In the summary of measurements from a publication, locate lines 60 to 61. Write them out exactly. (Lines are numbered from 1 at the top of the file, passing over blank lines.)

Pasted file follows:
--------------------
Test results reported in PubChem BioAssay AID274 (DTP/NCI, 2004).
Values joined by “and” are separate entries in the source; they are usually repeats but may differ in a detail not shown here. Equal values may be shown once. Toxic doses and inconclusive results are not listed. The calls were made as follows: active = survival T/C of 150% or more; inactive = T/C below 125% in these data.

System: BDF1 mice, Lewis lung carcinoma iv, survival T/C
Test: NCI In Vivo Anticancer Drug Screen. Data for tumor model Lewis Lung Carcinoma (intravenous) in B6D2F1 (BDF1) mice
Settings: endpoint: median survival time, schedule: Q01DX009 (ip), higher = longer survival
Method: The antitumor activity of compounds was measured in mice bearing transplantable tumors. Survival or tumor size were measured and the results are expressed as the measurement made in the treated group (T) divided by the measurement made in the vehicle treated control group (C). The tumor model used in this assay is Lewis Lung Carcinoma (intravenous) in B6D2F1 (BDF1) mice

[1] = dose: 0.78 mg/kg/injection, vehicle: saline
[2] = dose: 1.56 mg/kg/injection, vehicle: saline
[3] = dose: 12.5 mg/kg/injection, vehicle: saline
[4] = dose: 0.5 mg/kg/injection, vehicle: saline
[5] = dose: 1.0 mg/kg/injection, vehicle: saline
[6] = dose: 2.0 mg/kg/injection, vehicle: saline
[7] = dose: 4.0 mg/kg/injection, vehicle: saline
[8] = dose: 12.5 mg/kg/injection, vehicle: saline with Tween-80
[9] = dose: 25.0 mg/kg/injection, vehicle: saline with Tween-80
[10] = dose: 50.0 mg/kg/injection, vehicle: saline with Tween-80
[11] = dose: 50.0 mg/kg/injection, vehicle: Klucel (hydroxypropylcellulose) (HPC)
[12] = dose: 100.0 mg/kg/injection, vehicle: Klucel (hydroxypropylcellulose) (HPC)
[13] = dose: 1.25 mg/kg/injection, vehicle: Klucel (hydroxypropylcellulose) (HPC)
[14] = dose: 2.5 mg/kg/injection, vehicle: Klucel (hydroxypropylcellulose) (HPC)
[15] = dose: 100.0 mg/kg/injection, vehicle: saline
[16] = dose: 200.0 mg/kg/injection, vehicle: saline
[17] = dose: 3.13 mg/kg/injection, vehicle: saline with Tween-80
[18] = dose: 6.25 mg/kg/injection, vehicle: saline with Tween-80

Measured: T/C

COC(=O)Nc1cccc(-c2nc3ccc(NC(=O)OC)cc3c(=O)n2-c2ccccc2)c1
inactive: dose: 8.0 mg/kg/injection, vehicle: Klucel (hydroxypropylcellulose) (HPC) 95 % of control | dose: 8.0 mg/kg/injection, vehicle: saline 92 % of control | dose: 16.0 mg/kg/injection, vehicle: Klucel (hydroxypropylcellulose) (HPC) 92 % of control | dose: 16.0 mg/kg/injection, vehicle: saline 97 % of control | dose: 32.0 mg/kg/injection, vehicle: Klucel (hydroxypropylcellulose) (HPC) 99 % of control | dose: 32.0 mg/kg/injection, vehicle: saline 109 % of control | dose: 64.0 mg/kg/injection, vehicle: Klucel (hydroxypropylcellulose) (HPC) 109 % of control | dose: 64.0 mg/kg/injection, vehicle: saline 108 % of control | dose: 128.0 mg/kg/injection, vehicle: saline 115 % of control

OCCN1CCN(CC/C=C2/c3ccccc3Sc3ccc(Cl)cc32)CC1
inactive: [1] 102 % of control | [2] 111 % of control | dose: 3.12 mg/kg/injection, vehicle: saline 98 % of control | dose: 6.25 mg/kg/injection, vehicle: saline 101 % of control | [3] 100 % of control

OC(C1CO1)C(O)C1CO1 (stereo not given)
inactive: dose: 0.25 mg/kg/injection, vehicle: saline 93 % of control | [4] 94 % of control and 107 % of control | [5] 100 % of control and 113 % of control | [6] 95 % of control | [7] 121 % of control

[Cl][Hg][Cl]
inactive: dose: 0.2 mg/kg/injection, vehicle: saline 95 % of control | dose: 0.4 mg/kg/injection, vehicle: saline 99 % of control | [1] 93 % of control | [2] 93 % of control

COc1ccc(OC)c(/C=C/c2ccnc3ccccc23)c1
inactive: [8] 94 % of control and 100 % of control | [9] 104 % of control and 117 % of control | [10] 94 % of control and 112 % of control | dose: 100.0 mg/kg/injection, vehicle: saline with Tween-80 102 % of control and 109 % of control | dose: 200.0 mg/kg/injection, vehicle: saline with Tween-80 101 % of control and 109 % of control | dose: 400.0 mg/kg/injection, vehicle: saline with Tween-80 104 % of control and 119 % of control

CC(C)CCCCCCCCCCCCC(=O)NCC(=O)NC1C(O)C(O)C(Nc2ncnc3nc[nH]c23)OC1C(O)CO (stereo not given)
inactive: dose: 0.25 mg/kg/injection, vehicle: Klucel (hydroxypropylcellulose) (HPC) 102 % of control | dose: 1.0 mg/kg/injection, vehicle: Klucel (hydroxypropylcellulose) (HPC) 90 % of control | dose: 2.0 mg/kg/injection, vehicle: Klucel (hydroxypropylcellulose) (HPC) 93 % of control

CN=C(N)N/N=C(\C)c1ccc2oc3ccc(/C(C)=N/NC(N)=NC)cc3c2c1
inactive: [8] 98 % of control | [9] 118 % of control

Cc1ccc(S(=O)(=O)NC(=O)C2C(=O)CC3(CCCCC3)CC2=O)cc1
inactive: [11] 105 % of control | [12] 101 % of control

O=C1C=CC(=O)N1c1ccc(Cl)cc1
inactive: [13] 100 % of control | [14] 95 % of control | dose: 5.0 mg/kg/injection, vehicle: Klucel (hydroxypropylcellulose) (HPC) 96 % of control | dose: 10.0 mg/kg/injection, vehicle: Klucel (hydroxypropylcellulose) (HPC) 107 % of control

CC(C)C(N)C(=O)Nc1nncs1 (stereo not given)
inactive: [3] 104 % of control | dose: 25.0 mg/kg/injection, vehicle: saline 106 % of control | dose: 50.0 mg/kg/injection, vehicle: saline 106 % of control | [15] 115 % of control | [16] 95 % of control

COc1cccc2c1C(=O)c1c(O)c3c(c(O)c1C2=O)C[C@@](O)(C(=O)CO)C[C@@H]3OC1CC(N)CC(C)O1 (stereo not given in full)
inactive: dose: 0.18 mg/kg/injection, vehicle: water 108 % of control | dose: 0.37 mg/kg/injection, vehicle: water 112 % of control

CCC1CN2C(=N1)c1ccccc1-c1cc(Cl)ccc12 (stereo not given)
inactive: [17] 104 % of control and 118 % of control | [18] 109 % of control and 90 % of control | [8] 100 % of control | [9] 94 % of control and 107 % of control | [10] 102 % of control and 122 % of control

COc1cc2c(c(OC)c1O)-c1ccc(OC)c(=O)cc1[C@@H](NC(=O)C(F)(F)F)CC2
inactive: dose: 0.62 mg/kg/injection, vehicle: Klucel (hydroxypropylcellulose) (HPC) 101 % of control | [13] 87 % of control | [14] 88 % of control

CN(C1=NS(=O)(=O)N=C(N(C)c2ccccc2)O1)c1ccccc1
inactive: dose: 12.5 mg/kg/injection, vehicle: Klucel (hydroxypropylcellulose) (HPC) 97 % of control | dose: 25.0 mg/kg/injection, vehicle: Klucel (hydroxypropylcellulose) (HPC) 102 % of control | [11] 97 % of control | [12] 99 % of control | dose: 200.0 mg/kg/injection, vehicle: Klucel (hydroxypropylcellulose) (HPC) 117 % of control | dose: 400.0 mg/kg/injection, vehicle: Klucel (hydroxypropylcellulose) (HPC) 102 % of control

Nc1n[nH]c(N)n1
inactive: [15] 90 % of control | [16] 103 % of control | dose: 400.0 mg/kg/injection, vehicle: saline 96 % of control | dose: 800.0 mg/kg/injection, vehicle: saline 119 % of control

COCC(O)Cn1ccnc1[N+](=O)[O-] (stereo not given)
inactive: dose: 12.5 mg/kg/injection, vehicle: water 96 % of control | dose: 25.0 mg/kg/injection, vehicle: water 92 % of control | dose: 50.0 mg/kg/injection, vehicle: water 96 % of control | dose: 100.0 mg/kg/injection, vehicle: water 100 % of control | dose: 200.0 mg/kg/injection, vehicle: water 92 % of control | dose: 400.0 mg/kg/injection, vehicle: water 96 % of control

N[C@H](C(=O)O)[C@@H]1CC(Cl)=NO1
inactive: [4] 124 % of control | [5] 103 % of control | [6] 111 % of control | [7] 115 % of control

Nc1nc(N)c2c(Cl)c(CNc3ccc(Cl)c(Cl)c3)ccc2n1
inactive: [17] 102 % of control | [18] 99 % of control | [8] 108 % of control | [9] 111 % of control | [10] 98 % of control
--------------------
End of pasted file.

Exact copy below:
Nc1nc(N)c2c(Cl)c(CNc3ccc(Cl)c(Cl)c3)ccc2n1
inactive: [17] 102 % of control | [18] 99 % of control | [8] 108 % of control | [9] 111 % of control | [10] 98 % of control